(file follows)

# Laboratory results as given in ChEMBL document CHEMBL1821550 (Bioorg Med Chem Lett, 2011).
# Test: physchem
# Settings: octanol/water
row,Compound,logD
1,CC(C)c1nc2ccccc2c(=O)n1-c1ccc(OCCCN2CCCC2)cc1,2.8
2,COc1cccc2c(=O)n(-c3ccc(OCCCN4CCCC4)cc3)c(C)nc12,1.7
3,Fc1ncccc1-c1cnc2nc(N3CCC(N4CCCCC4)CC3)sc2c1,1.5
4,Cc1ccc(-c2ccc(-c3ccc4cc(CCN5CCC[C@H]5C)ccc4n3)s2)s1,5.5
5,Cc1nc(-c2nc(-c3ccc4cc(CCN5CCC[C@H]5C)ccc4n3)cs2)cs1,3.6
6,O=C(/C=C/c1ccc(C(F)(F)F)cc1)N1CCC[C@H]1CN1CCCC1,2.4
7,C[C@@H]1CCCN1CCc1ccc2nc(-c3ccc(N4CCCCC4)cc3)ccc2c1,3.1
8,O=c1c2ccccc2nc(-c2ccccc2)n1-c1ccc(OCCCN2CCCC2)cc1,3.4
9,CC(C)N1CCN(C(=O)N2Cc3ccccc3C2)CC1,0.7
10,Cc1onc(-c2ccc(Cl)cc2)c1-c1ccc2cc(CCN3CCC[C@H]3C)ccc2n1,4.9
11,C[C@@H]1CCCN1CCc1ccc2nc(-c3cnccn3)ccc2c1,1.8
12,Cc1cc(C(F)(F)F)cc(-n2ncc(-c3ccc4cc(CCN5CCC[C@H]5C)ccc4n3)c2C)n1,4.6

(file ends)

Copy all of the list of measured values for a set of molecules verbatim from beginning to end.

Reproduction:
# Laboratory results as given in ChEMBL document CHEMBL1821550 (Bioorg Med Chem Lett, 2011).
# Test: physchem
# Settings: octanol/water
row,Compound,logD
1,CC(C)c1nc2ccccc2c(=O)n1-c1ccc(OCCCN2CCCC2)cc1,2.8
2,COc1cccc2c(=O)n(-c3ccc(OCCCN4CCCC4)cc3)c(C)nc12,1.7
3,Fc1ncccc1-c1cnc2nc(N3CCC(N4CCCCC4)CC3)sc2c1,1.5
4,Cc1ccc(-c2ccc(-c3ccc4cc(CCN5CCC[C@H]5C)ccc4n3)s2)s1,5.5
5,Cc1nc(-c2nc(-c3ccc4cc(CCN5CCC[C@H]5C)ccc4n3)cs2)cs1,3.6
6,O=C(/C=C/c1ccc(C(F)(F)F)cc1)N1CCC[C@H]1CN1CCCC1,2.4
7,C[C@@H]1CCCN1CCc1ccc2nc(-c3ccc(N4CCCCC4)cc3)ccc2c1,3.1
8,O=c1c2ccccc2nc(-c2ccccc2)n1-c1ccc(OCCCN2CCCC2)cc1,3.4
9,CC(C)N1CCN(C(=O)N2Cc3ccccc3C2)CC1,0.7
10,Cc1onc(-c2ccc(Cl)cc2)c1-c1ccc2cc(CCN3CCC[C@H]3C)ccc2n1,4.9
11,C[C@@H]1CCCN1CCc1ccc2nc(-c3cnccn3)ccc2c1,1.8
12,Cc1cc(C(F)(F)F)cc(-n2ncc(-c3ccc4cc(CCN5CCC[C@H]5C)ccc4n3)c2C)n1,4.6